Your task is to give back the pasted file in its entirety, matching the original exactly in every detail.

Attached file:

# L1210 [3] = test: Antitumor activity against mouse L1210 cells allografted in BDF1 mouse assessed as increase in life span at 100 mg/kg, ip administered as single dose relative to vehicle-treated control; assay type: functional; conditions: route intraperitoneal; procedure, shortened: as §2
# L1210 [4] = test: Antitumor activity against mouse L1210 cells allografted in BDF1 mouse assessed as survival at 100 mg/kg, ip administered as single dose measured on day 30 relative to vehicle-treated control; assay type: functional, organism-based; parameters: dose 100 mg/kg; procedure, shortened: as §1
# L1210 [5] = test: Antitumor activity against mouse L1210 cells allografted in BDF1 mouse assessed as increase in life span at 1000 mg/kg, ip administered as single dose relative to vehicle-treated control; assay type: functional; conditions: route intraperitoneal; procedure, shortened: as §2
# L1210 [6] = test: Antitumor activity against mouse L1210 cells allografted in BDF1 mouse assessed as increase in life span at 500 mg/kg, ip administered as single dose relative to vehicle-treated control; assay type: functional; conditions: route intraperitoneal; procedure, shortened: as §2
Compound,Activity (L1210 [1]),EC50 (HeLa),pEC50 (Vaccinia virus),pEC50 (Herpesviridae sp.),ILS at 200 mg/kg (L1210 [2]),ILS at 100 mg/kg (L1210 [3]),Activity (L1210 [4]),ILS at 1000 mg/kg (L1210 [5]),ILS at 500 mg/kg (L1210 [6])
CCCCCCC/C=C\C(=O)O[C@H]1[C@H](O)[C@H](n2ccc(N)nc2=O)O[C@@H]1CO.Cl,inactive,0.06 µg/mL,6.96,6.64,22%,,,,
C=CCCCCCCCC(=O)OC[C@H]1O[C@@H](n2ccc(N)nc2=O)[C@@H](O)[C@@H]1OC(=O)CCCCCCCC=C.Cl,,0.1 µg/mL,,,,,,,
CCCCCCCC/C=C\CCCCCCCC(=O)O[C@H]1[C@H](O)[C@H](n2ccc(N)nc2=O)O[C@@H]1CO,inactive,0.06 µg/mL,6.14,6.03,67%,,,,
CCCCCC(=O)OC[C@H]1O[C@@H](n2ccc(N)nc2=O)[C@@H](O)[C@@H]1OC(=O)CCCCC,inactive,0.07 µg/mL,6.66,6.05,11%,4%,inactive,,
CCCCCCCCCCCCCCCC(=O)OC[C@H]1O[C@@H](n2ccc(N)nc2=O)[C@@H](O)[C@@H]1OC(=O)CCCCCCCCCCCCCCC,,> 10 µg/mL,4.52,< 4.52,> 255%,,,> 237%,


# L1210 [3] = test: Antitumor activity against mouse L1210 cells allografted in BDF1 mouse assessed as increase in life span at 100 mg/kg, ip administered as single dose relative to vehicle-treated control; assay type: functional; conditions: route intraperitoneal; procedure, shortened: as §2
# L1210 [4] = test: Antitumor activity against mouse L1210 cells allografted in BDF1 mouse assessed as survival at 100 mg/kg, ip administered as single dose measured on day 30 relative to vehicle-treated control; assay type: functional, organism-based; parameters: dose 100 mg/kg; procedure, shortened: as §1
# L1210 [5] = test: Antitumor activity against mouse L1210 cells allografted in BDF1 mouse assessed as increase in life span at 1000 mg/kg, ip administered as single dose relative to vehicle-treated control; assay type: functional; conditions: route intraperitoneal; procedure, shortened: as §2
# L1210 [6] = test: Antitumor activity against mouse L1210 cells allografted in BDF1 mouse assessed as increase in life span at 500 mg/kg, ip administered as single dose relative to vehicle-treated control; assay type: functional; conditions: route intraperitoneal; procedure, shortened: as §2
Compound,Activity (L1210 [1]),EC50 (HeLa),pEC50 (Vaccinia virus),pEC50 (Herpesviridae sp.),ILS at 200 mg/kg (L1210 [2]),ILS at 100 mg/kg (L1210 [3]),Activity (L1210 [4]),ILS at 1000 mg/kg (L1210 [5]),ILS at 500 mg/kg (L1210 [6])
CCCCCCC/C=C\C(=O)O[C@H]1[C@H](O)[C@H](n2ccc(N)nc2=O)O[C@@H]1CO.Cl,inactive,0.06 µg/mL,6.96,6.64,22%,,,,
C=CCCCCCCCC(=O)OC[C@H]1O[C@@H](n2ccc(N)nc2=O)[C@@H](O)[C@@H]1OC(=O)CCCCCCCC=C.Cl,,0.1 µg/mL,,,,,,,
CCCCCCCC/C=C\CCCCCCCC(=O)O[C@H]1[C@H](O)[C@H](n2ccc(N)nc2=O)O[C@@H]1CO,inactive,0.06 µg/mL,6.14,6.03,67%,,,,
CCCCCC(=O)OC[C@H]1O[C@@H](n2ccc(N)nc2=O)[C@@H](O)[C@@H]1OC(=O)CCCCC,inactive,0.07 µg/mL,6.66,6.05,11%,4%,inactive,,
CCCCCCCCCCCCCCCC(=O)OC[C@H]1O[C@@H](n2ccc(N)nc2=O)[C@@H](O)[C@@H]1OC(=O)CCCCCCCCCCCCCCC,,> 10 µg/mL,4.52,< 4.52,> 255%,,,> 237%,